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The Famous Women Advocating to Break the Stigma of Mental Illness

Using your platform to break the mental health stigma

Image credit to The [email protected], online MSW program from the University of Southern California. 

Many celebrities are using their status to do great things to benefit others. The most inspiring are those who help to increase awareness and decrease the stigma that’s often associated with mental illness. Here we provide a snapshot of mental illness in our country, cover why advocacy is so important, and highlight celebrity role models who are making a difference.

Mental Illness in the U.S.

Approximately 1 in 25 adults in the United States experience mental illness in any given year with varying degrees of severity and symptoms, according to an infographic created by the online MSW program from the University of Southern California. The Substance Abuse and Mental Health Services Administration (SAMHSA) defines a mental illness as having a diagnosable mental, behavioral or emotional disorder, such as post-traumatic stress disorder, schizophrenia, major depressive disorder or obsessive-compulsive disorder. The severity of any of these conditions is determined by how much functional impairment results for the individual who’s affected.

Symptoms of mental illness can be mild — such as being more easily distracted, to very serious — including severe depression, extreme anxiety and hallucinations. Adults who are living with mental illnesses are also more prone to suffering from alcohol and drug dependence and to misuse medications.

The Importance of Advocacy

Unfortunately, there is often a stigma attached to mental illness in our society. Breaking it is essential because it causes so many individuals to suffer in silence. Although it can be difficult for individuals to recognize the signs of suffering among those they care about, living with a mental illness presents unique challenges for those who are affected. It can impact many aspects of a person’s life — including one’s career, physical health and relationships.

Raising awareness about mental illness can help Americans recognize signs of mental illness within themselves and others, so they can either get or give the help that’s needed — which is where advocacy comes in. Advocacy matters because so many suffer in silence due to the stigma that’s attached to having a mental health condition. But with the right information and support, individuals faced with these challenges can get the help that they need.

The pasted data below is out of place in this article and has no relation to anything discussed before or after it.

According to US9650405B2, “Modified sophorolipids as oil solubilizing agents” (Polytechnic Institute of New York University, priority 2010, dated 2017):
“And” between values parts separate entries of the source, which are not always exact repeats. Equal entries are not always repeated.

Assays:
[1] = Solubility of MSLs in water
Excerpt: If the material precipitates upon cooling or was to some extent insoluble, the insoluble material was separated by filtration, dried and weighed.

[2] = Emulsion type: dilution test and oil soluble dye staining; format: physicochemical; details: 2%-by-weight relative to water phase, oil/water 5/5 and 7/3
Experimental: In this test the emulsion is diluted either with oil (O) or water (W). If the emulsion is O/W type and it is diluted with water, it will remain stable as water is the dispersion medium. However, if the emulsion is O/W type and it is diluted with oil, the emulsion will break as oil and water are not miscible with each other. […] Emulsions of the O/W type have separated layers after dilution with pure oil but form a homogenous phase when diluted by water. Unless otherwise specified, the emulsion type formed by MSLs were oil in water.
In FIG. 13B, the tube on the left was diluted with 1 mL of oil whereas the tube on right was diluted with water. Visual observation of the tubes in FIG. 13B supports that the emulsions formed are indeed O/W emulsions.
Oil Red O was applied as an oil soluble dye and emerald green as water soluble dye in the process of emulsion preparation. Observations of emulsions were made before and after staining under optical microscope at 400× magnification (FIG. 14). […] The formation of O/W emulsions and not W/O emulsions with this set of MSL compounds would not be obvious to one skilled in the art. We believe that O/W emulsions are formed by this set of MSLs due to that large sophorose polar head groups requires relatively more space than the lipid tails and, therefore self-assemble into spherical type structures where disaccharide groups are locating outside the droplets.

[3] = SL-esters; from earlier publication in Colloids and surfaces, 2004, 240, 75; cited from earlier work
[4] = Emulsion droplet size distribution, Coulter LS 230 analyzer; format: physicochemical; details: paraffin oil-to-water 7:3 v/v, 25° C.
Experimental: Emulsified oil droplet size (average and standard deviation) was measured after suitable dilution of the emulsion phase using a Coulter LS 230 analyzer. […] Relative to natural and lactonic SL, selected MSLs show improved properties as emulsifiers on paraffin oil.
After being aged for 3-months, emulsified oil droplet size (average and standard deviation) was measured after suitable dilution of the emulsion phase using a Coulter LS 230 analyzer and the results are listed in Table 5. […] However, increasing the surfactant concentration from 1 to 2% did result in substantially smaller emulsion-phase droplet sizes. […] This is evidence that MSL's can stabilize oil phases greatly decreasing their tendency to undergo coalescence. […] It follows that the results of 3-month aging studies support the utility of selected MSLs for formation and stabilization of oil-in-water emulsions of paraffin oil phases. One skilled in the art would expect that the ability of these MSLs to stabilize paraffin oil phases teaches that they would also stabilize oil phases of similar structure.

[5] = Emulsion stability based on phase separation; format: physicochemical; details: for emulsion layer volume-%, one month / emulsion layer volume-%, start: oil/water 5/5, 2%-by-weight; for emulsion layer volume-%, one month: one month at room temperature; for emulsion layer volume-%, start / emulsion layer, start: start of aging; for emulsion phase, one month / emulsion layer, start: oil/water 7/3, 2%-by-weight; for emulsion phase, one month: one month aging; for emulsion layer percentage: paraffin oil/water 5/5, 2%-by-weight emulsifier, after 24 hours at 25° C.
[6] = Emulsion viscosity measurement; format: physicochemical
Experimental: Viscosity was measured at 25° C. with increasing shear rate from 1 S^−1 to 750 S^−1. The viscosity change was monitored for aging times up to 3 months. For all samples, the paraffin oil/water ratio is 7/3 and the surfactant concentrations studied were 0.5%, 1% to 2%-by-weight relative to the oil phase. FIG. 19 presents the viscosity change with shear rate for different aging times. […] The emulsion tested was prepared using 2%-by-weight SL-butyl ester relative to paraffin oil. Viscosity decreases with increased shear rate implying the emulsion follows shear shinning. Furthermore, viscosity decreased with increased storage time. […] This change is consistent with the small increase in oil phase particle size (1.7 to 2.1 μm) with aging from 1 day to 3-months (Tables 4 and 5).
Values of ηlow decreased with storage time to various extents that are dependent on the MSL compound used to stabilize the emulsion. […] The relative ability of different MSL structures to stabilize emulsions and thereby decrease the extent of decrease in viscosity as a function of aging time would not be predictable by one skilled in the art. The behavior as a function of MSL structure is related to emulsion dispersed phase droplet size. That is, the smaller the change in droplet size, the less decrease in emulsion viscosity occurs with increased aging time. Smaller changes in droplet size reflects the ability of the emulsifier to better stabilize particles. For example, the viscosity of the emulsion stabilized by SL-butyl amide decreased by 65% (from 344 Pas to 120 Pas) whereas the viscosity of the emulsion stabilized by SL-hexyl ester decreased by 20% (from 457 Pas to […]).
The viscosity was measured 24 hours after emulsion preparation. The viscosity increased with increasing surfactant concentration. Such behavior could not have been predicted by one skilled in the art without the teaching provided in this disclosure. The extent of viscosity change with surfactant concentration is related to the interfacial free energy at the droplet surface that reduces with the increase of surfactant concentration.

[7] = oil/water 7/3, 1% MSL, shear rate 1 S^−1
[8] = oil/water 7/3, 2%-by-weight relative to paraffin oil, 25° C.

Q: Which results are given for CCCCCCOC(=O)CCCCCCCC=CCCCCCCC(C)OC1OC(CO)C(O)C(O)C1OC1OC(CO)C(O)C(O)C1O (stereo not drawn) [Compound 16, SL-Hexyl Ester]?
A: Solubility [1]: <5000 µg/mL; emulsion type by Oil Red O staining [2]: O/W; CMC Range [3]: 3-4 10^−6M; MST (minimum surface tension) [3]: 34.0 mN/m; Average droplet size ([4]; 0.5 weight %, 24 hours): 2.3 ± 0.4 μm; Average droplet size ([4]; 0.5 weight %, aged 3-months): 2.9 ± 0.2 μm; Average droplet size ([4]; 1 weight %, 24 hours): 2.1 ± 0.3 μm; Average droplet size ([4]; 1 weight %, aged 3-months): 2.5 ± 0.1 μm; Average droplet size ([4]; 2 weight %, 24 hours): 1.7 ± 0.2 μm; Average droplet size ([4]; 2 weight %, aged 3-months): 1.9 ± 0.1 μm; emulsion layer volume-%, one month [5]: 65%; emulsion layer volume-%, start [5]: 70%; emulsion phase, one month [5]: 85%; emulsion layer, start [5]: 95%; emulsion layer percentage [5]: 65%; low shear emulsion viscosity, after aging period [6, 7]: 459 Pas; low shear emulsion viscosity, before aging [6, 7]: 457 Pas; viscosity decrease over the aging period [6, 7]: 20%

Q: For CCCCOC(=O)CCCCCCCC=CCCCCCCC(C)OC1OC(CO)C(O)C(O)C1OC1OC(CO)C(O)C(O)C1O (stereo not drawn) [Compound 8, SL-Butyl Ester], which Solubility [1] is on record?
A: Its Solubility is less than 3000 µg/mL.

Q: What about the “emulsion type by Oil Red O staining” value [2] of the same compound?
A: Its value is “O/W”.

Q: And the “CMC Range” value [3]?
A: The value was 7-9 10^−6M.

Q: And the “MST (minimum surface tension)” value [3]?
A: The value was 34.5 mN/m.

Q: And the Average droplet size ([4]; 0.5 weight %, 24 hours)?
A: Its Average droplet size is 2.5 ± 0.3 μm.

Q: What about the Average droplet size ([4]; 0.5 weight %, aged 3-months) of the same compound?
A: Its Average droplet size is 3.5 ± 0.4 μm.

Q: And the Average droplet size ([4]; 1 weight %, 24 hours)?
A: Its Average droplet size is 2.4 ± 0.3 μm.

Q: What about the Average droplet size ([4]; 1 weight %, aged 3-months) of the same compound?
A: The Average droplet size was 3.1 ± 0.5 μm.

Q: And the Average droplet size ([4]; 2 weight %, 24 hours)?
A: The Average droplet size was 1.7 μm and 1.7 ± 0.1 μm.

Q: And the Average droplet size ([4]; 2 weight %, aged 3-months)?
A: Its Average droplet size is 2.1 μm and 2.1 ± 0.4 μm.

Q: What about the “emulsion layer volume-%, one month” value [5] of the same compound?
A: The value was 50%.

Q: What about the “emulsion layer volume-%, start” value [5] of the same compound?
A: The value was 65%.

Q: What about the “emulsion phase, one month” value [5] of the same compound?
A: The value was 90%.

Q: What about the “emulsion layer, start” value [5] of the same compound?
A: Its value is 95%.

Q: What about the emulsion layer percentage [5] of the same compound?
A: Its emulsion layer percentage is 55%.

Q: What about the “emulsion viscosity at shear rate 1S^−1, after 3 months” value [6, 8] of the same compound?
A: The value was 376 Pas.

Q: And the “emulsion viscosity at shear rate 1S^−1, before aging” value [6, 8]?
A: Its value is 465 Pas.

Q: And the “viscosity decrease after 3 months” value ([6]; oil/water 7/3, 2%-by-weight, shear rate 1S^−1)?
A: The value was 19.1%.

Role Models

These famous young women face each their own challenges with mental illness — which makes their willingness to speak up and be vulnerable all the more powerful in breaking the stigma.

1. Simone Biles: When hackers stole Biles’ medical records while she was competing in the 2016 Olympics, they thought they’d found an “ah-ha” moment that explained her resounding success. Finding that she was taking the prescription medication Ritalin, they tried to say she was taking it to enhance her performance. When Biles was confronted — and typical to her feisty personae — she turned the tables and announced to the world that she has ADHD, and isn’t the least bit ashamed of it. Her decision to tell the world about her condition has impacted the stigma around the disorder for years to come. This is such an important step for children, coaches, teachers and parents. As an article describing her advocacy noted, “ADHD is not shameful, and taking medication to help manage its symptoms is not cheating. She … just happens to be a world-class athlete who simply happens to have ADHD.”

2. Lady Gaga: Lady Gaga co-founded the Born This Way Foundation with the mission of empowering youth and inspiring bravery and promoting kindness, mental wellness and positive environments. Her foundation partners with the National Council for Behavioral Health to provide Mental Health First Aid classes that coincide with her tour dates and locations. The goal of the partnership is to turn 150,000 people into “first aiders” by the end of 2017. Overall, more than 1 million people have been trained in Mental Health First Aid since the course launched in 2008. By putting her celebrity status behind these classes, and by sharing her own struggles with PTSD and chronic pain, Lady Gaga is helping to destigmatize mental illness around the world.

3. Demi Lovato: Lovato is a singer, songwriter and mental health advocate who is living with bipolar disorder. Her organization, Be Vocal, is a first-of-its-kind partnership “between leading mental health advocacy organizations to support an initiative focused on helping individuals and communities advocate for themselves and others.” The partnership includes the Depression and Bipolar Support Alliance, The JED Foundation, Mental Health America, the National Alliance on Mental Illness, the National Council for Behavioral Health and Sunovion Pharmaceuticals Inc. In 2017, she was recognized for her work in mental health advocacy at the Open Mind Gala.

These women teach the power of embracing self-acceptance and using our personal stories to help both ourselves and others. By being vulnerable and using their platforms to spread a positive message about mental illness, they help to break the stigma and show that we don’t need to be famous to make a difference.  

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